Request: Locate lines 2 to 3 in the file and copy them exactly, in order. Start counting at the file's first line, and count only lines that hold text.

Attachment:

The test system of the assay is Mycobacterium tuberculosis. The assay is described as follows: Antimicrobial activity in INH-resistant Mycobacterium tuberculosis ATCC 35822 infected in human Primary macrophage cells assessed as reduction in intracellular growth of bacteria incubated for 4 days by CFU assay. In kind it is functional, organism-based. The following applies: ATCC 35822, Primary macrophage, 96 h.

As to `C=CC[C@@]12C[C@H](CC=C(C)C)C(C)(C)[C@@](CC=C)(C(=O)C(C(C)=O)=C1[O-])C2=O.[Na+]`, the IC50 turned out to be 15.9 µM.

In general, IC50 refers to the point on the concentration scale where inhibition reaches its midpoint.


As to `C=CC[C@@]12C[C@H](CC=C(C)C)C(C)(C)[C@@](CC=C)(C(=O)C(C(C)=O)=C1[O-])C2=O.[Na+]`, the IC50 turned out to be 15.9 µM.

In general, IC50 refers to the point on the concentration scale where inhibition reaches its midpoint.